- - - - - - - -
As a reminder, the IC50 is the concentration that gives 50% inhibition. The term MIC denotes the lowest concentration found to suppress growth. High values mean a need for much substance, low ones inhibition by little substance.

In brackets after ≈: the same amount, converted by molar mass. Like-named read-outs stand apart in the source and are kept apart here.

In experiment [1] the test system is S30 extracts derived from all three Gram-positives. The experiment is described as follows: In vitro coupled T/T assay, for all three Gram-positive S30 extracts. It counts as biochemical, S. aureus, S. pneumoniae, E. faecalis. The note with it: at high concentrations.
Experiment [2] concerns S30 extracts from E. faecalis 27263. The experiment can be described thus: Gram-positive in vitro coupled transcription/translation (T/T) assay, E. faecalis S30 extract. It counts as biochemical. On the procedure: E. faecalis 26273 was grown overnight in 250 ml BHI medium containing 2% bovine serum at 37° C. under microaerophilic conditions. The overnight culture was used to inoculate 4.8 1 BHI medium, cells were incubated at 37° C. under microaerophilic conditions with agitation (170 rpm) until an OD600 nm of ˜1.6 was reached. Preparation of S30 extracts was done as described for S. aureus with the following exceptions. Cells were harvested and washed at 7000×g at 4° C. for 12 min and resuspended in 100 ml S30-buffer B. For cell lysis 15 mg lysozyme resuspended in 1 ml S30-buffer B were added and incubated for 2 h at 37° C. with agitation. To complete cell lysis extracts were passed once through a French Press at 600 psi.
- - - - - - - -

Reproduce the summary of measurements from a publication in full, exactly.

As a reminder, the IC50 is the concentration that gives 50% inhibition. The term MIC denotes the lowest concentration found to suppress growth. High values mean a need for much substance, low ones inhibition by little substance.

In brackets after ≈: the same amount, converted by molar mass. Like-named read-outs stand apart in the source and are kept apart here.

In experiment [1] the test system is S30 extracts derived from all three Gram-positives. The experiment is described as follows: In vitro coupled T/T assay, for all three Gram-positive S30 extracts. It counts as biochemical, S. aureus, S. pneumoniae, E. faecalis. The note with it: at high concentrations.
Experiment [2] concerns S30 extracts from E. faecalis 27263. The experiment can be described thus: Gram-positive in vitro coupled transcription/translation (T/T) assay, E. faecalis S30 extract. It counts as biochemical. On the procedure: E. faecalis 26273 was grown overnight in 250 ml BHI medium containing 2% bovine serum at 37° C. under microaerophilic conditions. The overnight culture was used to inoculate 4.8 1 BHI medium, cells were incubated at 37° C. under microaerophilic conditions with agitation (170 rpm) until an OD600 nm of ˜1.6 was reached. Preparation of S30 extracts was done as described for S. aureus with the following exceptions. Cells were harvested and washed at 7000×g at 4° C. for 12 min and resuspended in 100 ml S30-buffer B. For cell lysis 15 mg lysozyme resuspended in 1 ml S30-buffer B were added and incubated for 2 h at 37° C. with agitation. To complete cell lysis extracts were passed once through a French Press at 600 psi.